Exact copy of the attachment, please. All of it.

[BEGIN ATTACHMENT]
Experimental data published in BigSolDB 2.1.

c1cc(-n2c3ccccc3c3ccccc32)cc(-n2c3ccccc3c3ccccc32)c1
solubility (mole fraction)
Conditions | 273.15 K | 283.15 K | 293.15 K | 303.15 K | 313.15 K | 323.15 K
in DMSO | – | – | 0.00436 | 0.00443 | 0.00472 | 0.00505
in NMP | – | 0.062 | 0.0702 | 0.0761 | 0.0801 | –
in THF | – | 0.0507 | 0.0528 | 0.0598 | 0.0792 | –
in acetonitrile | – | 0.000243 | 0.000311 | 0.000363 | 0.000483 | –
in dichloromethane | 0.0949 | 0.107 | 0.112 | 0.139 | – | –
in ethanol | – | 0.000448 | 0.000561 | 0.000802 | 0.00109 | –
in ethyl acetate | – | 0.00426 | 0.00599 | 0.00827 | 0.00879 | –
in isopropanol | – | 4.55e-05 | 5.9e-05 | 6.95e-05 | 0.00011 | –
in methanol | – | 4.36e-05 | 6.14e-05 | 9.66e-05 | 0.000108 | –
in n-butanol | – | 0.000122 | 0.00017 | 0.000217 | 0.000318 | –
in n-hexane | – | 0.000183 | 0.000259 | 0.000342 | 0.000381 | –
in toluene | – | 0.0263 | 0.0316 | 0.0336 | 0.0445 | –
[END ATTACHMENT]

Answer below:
Experimental data published in BigSolDB 2.1.

c1cc(-n2c3ccccc3c3ccccc32)cc(-n2c3ccccc3c3ccccc32)c1
solubility (mole fraction)
Conditions | 273.15 K | 283.15 K | 293.15 K | 303.15 K | 313.15 K | 323.15 K
in DMSO | – | – | 0.00436 | 0.00443 | 0.00472 | 0.00505
in NMP | – | 0.062 | 0.0702 | 0.0761 | 0.0801 | –
in THF | – | 0.0507 | 0.0528 | 0.0598 | 0.0792 | –
in acetonitrile | – | 0.000243 | 0.000311 | 0.000363 | 0.000483 | –
in dichloromethane | 0.0949 | 0.107 | 0.112 | 0.139 | – | –
in ethanol | – | 0.000448 | 0.000561 | 0.000802 | 0.00109 | –
in ethyl acetate | – | 0.00426 | 0.00599 | 0.00827 | 0.00879 | –
in isopropanol | – | 4.55e-05 | 5.9e-05 | 6.95e-05 | 0.00011 | –
in methanol | – | 4.36e-05 | 6.14e-05 | 9.66e-05 | 0.000108 | –
in n-butanol | – | 0.000122 | 0.00017 | 0.000217 | 0.000318 | –
in n-hexane | – | 0.000183 | 0.000259 | 0.000342 | 0.000381 | –
in toluene | – | 0.0263 | 0.0316 | 0.0336 | 0.0445 | –